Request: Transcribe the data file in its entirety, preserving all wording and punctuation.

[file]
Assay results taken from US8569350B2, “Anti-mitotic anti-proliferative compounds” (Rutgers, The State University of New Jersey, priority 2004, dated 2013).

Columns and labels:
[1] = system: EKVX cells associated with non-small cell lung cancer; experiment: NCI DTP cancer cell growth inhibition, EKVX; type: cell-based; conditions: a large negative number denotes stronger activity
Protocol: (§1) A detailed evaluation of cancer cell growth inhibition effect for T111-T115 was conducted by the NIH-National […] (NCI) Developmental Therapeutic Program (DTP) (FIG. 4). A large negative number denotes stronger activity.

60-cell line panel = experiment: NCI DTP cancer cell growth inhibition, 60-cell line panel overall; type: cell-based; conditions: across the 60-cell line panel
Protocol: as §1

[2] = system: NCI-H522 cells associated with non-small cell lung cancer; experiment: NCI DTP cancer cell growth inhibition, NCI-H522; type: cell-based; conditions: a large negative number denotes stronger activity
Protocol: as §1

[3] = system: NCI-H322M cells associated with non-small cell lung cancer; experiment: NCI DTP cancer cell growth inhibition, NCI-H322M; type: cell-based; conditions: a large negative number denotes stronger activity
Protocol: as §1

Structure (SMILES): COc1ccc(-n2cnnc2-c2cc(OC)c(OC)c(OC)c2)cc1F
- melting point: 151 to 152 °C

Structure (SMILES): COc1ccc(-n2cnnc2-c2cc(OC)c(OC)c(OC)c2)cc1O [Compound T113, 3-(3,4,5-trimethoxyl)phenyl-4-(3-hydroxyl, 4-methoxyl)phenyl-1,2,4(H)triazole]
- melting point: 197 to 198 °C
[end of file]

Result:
Assay results taken from US8569350B2, “Anti-mitotic anti-proliferative compounds” (Rutgers, The State University of New Jersey, priority 2004, dated 2013).

Columns and labels:
[1] = system: EKVX cells associated with non-small cell lung cancer; experiment: NCI DTP cancer cell growth inhibition, EKVX; type: cell-based; conditions: a large negative number denotes stronger activity
Protocol: (§1) A detailed evaluation of cancer cell growth inhibition effect for T111-T115 was conducted by the NIH-National […] (NCI) Developmental Therapeutic Program (DTP) (FIG. 4). A large negative number denotes stronger activity.

60-cell line panel = experiment: NCI DTP cancer cell growth inhibition, 60-cell line panel overall; type: cell-based; conditions: across the 60-cell line panel
Protocol: as §1

[2] = system: NCI-H522 cells associated with non-small cell lung cancer; experiment: NCI DTP cancer cell growth inhibition, NCI-H522; type: cell-based; conditions: a large negative number denotes stronger activity
Protocol: as §1

[3] = system: NCI-H322M cells associated with non-small cell lung cancer; experiment: NCI DTP cancer cell growth inhibition, NCI-H322M; type: cell-based; conditions: a large negative number denotes stronger activity
Protocol: as §1

Structure (SMILES): COc1ccc(-n2cnnc2-c2cc(OC)c(OC)c(OC)c2)cc1F
- melting point: 151 to 152 °C

Structure (SMILES): COc1ccc(-n2cnnc2-c2cc(OC)c(OC)c(OC)c2)cc1O [Compound T113, 3-(3,4,5-trimethoxyl)phenyl-4-(3-hydroxyl, 4-methoxyl)phenyl-1,2,4(H)triazole]
- melting point: 197 to 198 °C